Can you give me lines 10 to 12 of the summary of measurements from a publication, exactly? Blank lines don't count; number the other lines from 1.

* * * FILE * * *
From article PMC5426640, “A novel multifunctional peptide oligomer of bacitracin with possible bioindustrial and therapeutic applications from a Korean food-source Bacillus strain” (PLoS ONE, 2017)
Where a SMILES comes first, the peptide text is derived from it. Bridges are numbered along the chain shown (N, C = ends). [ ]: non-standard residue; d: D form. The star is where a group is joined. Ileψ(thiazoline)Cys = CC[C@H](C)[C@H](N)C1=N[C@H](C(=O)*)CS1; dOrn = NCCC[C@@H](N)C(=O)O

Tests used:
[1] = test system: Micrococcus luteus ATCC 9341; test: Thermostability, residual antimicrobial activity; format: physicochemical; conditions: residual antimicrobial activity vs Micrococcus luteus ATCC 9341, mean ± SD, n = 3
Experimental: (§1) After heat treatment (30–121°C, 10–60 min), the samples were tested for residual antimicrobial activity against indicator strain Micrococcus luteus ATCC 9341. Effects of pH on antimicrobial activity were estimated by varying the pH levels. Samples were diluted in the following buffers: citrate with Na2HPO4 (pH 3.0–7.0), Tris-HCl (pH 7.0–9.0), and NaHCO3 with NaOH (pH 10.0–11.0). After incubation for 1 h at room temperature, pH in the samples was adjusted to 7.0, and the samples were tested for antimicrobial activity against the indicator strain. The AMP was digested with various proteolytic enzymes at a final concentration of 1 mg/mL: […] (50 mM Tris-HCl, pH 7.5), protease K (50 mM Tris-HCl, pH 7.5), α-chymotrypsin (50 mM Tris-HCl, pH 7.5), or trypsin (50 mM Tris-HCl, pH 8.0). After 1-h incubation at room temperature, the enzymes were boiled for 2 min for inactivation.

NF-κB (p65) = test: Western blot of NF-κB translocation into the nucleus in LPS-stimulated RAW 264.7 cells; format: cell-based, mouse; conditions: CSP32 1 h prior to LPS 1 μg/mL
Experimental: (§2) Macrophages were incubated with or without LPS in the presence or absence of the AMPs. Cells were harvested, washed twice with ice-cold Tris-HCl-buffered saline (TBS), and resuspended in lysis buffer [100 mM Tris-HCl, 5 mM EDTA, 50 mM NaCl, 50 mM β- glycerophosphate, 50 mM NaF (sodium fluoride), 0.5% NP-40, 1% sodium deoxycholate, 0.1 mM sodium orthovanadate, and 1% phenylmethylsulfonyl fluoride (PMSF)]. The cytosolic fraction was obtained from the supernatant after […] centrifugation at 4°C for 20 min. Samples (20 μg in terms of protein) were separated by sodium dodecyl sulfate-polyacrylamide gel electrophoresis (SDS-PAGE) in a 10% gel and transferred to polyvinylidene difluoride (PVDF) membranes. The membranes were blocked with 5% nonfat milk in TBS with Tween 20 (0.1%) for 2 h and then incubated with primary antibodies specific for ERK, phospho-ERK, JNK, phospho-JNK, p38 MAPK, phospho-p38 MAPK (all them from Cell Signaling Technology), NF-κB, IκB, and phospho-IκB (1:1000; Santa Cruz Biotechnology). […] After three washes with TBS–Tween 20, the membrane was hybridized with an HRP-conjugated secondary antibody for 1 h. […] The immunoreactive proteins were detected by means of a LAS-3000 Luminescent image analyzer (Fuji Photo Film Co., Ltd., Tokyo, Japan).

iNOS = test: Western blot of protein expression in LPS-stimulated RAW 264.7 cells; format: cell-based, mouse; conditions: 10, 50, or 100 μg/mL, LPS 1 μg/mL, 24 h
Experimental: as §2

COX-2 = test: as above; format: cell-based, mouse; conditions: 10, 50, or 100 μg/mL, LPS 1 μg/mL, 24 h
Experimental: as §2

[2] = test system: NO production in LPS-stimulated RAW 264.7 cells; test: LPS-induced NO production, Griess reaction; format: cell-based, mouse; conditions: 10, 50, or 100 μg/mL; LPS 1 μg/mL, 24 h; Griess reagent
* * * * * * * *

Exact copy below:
COX-2 = test: as above; format: cell-based, mouse; conditions: 10, 50, or 100 μg/mL, LPS 1 μg/mL, 24 h
Experimental: as §2

[2] = test system: NO production in LPS-stimulated RAW 264.7 cells; test: LPS-induced NO production, Griess reaction; format: cell-based, mouse; conditions: 10, 50, or 100 μg/mL; LPS 1 μg/mL, 24 h; Griess reagent